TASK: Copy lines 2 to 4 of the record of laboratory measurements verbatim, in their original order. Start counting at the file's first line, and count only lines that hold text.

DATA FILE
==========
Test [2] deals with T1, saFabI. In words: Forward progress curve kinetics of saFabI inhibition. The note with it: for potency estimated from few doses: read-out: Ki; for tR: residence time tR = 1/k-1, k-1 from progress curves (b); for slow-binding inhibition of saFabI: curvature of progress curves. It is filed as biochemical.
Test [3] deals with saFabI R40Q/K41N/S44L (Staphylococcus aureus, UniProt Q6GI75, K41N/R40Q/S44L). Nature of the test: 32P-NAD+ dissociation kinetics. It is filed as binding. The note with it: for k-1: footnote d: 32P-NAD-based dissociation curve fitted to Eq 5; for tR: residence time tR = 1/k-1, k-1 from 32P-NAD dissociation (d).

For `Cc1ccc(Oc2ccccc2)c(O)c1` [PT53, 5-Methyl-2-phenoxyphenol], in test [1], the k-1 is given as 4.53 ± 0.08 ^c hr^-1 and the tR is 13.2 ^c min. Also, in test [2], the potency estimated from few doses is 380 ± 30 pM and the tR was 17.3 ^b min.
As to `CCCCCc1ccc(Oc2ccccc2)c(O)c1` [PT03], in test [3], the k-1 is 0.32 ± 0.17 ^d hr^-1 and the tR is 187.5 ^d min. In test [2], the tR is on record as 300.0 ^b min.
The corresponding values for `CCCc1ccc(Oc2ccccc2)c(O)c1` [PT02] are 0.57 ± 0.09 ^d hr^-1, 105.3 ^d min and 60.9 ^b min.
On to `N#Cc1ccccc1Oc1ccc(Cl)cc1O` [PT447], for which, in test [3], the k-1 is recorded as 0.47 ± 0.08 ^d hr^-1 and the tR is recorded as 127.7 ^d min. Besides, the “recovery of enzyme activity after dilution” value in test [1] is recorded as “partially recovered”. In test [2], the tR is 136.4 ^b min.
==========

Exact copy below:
Test [3] deals with saFabI R40Q/K41N/S44L (Staphylococcus aureus, UniProt Q6GI75, K41N/R40Q/S44L). Nature of the test: 32P-NAD+ dissociation kinetics. It is filed as binding. The note with it: for k-1: footnote d: 32P-NAD-based dissociation curve fitted to Eq 5; for tR: residence time tR = 1/k-1, k-1 from 32P-NAD dissociation (d).

For `Cc1ccc(Oc2ccccc2)c(O)c1` [PT53, 5-Methyl-2-phenoxyphenol], in test [1], the k-1 is given as 4.53 ± 0.08 ^c hr^-1 and the tR is 13.2 ^c min. Also, in test [2], the potency estimated from few doses is 380 ± 30 pM and the tR was 17.3 ^b min.
As to `CCCCCc1ccc(Oc2ccccc2)c(O)c1` [PT03], in test [3], the k-1 is 0.32 ± 0.17 ^d hr^-1 and the tR is 187.5 ^d min. In test [2], the tR is on record as 300.0 ^b min.